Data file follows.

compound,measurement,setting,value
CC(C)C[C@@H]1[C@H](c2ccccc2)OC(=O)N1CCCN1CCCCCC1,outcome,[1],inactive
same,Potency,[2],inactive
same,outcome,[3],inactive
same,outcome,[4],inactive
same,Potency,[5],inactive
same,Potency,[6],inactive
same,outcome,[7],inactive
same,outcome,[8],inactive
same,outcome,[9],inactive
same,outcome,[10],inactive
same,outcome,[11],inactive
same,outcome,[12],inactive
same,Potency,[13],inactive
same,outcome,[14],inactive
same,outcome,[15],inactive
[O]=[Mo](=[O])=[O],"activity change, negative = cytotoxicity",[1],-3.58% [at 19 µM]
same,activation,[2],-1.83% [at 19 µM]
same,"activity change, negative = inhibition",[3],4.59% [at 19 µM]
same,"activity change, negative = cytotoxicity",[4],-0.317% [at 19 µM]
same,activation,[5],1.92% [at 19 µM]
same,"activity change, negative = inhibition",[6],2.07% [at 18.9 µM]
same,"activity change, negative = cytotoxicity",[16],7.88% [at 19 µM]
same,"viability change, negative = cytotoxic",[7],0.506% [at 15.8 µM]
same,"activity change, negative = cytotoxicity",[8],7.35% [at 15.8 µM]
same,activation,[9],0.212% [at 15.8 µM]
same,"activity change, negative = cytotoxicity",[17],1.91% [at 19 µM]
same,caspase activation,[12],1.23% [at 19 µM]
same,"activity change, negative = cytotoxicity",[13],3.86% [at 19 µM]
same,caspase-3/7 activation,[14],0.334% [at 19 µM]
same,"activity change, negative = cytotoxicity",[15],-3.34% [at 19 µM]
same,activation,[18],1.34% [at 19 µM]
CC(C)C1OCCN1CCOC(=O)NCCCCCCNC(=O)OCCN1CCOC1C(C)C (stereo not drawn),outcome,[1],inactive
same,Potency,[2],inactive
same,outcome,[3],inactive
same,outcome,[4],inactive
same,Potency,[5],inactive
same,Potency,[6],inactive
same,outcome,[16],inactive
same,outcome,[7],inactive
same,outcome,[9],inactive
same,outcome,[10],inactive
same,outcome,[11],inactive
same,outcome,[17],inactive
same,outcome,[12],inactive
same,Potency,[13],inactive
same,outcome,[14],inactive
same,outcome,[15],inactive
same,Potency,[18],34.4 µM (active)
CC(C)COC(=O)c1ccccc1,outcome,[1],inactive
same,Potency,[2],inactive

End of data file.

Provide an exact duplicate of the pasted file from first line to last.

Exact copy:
compound,measurement,setting,value
CC(C)C[C@@H]1[C@H](c2ccccc2)OC(=O)N1CCCN1CCCCCC1,outcome,[1],inactive
same,Potency,[2],inactive
same,outcome,[3],inactive
same,outcome,[4],inactive
same,Potency,[5],inactive
same,Potency,[6],inactive
same,outcome,[7],inactive
same,outcome,[8],inactive
same,outcome,[9],inactive
same,outcome,[10],inactive
same,outcome,[11],inactive
same,outcome,[12],inactive
same,Potency,[13],inactive
same,outcome,[14],inactive
same,outcome,[15],inactive
[O]=[Mo](=[O])=[O],"activity change, negative = cytotoxicity",[1],-3.58% [at 19 µM]
same,activation,[2],-1.83% [at 19 µM]
same,"activity change, negative = inhibition",[3],4.59% [at 19 µM]
same,"activity change, negative = cytotoxicity",[4],-0.317% [at 19 µM]
same,activation,[5],1.92% [at 19 µM]
same,"activity change, negative = inhibition",[6],2.07% [at 18.9 µM]
same,"activity change, negative = cytotoxicity",[16],7.88% [at 19 µM]
same,"viability change, negative = cytotoxic",[7],0.506% [at 15.8 µM]
same,"activity change, negative = cytotoxicity",[8],7.35% [at 15.8 µM]
same,activation,[9],0.212% [at 15.8 µM]
same,"activity change, negative = cytotoxicity",[17],1.91% [at 19 µM]
same,caspase activation,[12],1.23% [at 19 µM]
same,"activity change, negative = cytotoxicity",[13],3.86% [at 19 µM]
same,caspase-3/7 activation,[14],0.334% [at 19 µM]
same,"activity change, negative = cytotoxicity",[15],-3.34% [at 19 µM]
same,activation,[18],1.34% [at 19 µM]
CC(C)C1OCCN1CCOC(=O)NCCCCCCNC(=O)OCCN1CCOC1C(C)C (stereo not drawn),outcome,[1],inactive
same,Potency,[2],inactive
same,outcome,[3],inactive
same,outcome,[4],inactive
same,Potency,[5],inactive
same,Potency,[6],inactive
same,outcome,[16],inactive
same,outcome,[7],inactive
same,outcome,[9],inactive
same,outcome,[10],inactive
same,outcome,[11],inactive
same,outcome,[17],inactive
same,outcome,[12],inactive
same,Potency,[13],inactive
same,outcome,[14],inactive
same,outcome,[15],inactive
same,Potency,[18],34.4 µM (active)
CC(C)COC(=O)c1ccccc1,outcome,[1],inactive
same,Potency,[2],inactive